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In Flower this Week

A weekly news sheet prepared by a Gardens' volunteer.
Numbers in square brackets
[ ] refer to garden bed Sections. Plants in flower are in bold type.

19 September 2008

flower image
Grevillea corrugata - click for larger image

The display of yellow above the south car park is not only that of the yellow flowers of wattles which continue to light up throughout the Gardens. It is also of Pomaderris intermedia [Section 225]. These shrubs are mostly of medium size and are clad with large clusters of yellow flowers.

Then, edging Banks Walk flowering shrubs include the Snowy River Wattle, Acacia boormanii [Section 210], so showy with its coat of soft yellow flower balls,but also withthe vine Hardenbergia violacea [Section 210] which reveals its bright purple pea shaped flowers throughout the wattle. Acacia cognata ‘Green Mist’ [Section 210] is an attractive well-groomed shrub with fine pendulous foliage dotted with small yellow flower balls. Opposite Darwinia macrostegia [Section 174] is a low open shrub bearing pendulous red bell shaped flowers. Hibbertia empetrifolia [Section 210] covers the rock wall with its dense foliage now sprinkled with bright yellow open flowers while, opposite, a Geraldton Wax, Chamelaucium ‘Cascade Jewel’ [Section 174] has a coverage of mottled pink open waxy flowers atop its long woody branches. Black EyedSusan, Tetratheca thymifolia [Section 60] seen in the narrow garden, is yet small and well clad with its magenta coloured flowers.

In front of the café building the Ellis Rowan Garden contains the yet small wattle, Acacia ‘Scarlet Blaze’ [Section 131]. This tree bears its remarkable reddish, dotted yellow flower balls. At the end of the building the large Hill banksia, Banksia spinulosa var. collina [Section 131] continues to display its upright cylindrical yellow flower spikes.

This walk continues towards the Sydney Basin area so only few of many flowers will be mentioned en route. Following the Main Path, notice Philotheca (Eriostemon) ‘J. Semmens’ [Section 30]. This small outstanding shrub is well clad with pale pink multi-petalled flowers. At the next junction, behind the notice board, Grevillea flexuosa [Section 25] has yellow cigar shaped flower spikes amid the broad divided leaves. In front Pincushion Coneflower, Isopogon dubius [Section 25] is a small prickly shrub bearing soft pink flower heads. Edging this road the Red Spider flower, Grevillea speciosa [Section 26] presents burgundy coloured spider flowers while beside, Grevillea nana [Section 26] is a dwarf shrub having bright lemon flowers. Grevillea irrasa subsp. didymochiton [Section 26] is a large dense shrub bearing many powdery red spider flowers. At the far end of this section, Grevillea floribunda subsp. floribunda [Section 26] is a medium open shrub with felt-like green-grey foliage and interesting with rusty green pendulous flower clusters.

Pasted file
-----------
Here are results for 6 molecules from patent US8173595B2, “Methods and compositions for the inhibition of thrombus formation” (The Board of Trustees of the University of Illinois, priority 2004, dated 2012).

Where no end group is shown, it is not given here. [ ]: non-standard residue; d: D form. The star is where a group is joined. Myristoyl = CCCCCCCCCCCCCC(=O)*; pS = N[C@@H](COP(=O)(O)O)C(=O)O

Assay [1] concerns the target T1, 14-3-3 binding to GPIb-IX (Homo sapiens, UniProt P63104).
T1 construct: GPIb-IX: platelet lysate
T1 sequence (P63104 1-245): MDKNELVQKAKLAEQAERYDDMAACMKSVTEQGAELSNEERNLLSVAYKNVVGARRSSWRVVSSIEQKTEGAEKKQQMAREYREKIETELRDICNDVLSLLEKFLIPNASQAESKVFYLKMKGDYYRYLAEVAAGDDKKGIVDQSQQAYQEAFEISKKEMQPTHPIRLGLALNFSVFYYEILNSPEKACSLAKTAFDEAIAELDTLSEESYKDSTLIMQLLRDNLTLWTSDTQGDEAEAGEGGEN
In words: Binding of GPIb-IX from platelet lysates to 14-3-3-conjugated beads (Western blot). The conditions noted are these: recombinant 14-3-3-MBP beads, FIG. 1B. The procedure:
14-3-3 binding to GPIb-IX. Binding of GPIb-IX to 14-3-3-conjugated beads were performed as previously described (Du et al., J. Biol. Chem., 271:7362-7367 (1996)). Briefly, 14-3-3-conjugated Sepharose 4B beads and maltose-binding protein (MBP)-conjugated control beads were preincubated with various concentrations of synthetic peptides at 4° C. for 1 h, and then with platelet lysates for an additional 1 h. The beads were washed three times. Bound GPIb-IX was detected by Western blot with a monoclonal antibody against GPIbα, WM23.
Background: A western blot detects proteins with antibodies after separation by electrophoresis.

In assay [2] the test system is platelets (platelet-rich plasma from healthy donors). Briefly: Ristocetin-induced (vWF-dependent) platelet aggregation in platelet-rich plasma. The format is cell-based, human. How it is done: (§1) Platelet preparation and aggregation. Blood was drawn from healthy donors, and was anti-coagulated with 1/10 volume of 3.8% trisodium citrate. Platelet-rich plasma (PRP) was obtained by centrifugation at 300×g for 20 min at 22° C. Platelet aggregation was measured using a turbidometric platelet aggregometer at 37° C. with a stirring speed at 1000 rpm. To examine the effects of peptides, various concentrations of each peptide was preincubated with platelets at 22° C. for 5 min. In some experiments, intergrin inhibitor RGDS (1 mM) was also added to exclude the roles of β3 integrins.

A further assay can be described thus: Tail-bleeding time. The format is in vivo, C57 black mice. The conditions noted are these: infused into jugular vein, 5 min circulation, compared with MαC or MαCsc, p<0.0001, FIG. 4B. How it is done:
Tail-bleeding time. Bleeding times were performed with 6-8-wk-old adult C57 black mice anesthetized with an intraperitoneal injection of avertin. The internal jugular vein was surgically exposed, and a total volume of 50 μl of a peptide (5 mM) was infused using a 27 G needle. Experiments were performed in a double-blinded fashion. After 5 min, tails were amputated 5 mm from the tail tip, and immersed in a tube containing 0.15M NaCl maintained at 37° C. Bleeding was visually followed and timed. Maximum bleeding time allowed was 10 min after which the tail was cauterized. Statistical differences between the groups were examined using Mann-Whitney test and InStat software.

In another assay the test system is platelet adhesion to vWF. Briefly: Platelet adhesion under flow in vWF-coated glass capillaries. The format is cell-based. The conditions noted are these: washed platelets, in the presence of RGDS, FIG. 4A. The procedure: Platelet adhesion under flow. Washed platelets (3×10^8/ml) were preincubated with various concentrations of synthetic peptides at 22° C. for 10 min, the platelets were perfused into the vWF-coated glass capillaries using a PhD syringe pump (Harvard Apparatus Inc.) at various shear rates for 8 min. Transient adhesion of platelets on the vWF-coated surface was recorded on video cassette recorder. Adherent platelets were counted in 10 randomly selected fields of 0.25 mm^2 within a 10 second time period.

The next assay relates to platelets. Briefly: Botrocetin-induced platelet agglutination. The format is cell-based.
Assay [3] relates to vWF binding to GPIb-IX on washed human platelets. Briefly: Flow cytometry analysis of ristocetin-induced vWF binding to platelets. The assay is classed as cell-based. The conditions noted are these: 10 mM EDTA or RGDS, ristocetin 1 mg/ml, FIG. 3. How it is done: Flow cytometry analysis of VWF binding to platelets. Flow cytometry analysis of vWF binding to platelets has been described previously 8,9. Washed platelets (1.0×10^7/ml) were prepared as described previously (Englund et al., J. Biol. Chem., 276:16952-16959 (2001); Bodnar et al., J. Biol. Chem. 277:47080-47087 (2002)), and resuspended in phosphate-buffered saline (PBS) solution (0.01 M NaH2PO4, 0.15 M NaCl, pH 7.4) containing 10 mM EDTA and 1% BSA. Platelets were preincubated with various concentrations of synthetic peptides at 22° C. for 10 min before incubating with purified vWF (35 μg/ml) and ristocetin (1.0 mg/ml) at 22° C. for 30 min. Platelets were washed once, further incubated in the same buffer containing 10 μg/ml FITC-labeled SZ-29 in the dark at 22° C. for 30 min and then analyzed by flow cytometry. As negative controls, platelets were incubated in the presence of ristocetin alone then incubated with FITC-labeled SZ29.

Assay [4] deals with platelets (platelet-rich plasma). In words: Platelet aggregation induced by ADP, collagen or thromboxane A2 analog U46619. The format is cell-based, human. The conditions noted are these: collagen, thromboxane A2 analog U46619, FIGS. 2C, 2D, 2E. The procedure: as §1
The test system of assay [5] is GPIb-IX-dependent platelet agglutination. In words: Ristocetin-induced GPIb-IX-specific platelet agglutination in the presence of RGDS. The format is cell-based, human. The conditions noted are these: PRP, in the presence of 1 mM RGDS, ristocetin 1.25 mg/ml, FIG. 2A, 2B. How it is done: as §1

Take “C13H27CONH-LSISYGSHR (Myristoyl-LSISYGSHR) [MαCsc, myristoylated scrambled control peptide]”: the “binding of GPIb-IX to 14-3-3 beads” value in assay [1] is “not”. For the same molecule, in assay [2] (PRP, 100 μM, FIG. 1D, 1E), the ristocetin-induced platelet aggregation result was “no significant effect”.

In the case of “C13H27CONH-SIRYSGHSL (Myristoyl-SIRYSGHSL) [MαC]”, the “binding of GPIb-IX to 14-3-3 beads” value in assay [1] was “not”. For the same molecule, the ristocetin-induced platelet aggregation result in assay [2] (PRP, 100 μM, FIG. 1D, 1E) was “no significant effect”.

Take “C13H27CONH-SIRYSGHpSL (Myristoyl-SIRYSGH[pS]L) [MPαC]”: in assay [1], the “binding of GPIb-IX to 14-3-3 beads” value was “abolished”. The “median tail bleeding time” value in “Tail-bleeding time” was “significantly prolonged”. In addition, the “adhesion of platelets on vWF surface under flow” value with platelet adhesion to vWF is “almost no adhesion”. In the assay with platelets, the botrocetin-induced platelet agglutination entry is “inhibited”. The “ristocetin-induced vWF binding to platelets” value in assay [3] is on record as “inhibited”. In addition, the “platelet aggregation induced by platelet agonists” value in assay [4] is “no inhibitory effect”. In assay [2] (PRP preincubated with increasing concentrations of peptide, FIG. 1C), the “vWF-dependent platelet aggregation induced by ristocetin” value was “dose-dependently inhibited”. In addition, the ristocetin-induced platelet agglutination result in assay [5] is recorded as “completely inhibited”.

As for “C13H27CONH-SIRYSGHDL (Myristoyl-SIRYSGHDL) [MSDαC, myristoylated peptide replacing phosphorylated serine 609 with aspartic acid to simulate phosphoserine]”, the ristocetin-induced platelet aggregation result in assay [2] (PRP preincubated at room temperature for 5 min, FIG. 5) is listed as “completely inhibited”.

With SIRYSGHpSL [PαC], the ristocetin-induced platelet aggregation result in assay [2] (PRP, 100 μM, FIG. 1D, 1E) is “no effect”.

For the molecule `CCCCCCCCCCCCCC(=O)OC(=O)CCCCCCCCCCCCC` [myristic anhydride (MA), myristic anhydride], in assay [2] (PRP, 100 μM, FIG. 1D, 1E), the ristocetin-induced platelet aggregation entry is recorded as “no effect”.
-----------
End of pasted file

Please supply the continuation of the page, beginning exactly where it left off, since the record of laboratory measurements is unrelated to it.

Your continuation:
flower image
Acacia leprosa 'Scarlet Blaze' - click for larger image
Across the road, almost surrounded by other shrubs, Philotheca myoporoides subsp. myoporoides [Section 112] is small and upright with splendid bright pink star flowers and many red buds. Edging the road to the left Grevillea corrugata [Section 24] is large and spreading and clad with open white lacy flowers. At this next corner, Pink Spider flower, Grevillea sericea [Section 112] has vivid magenta coloured spider flowers while beside, Phebalium squamulosum subsp. lineare [Section 112] is a larger shrub with clusters of fluffy yellow flowers and Asterolasia asteriscophora [Section 112] with different foliage has open yellow flowers. The opposite corner Dillwynia ramosissima [Section 191h] is upright with a canopy of yellow pea-shaped flowers while Logania albiflora [Section 191h] covers its lateral branches with tiny white flowers and behind the cluster of large white daisies with grey-green foliage are that of Helichrysum elatum ‘Helping Hand’ [Section 191h]. Could follow the Main Path back to the Café.

Such a selection of flowering shrubs … Barbara Daly.





Updated 22 September, 2008 , webmaster, ANBG (anbg-info@anbg.gov.au)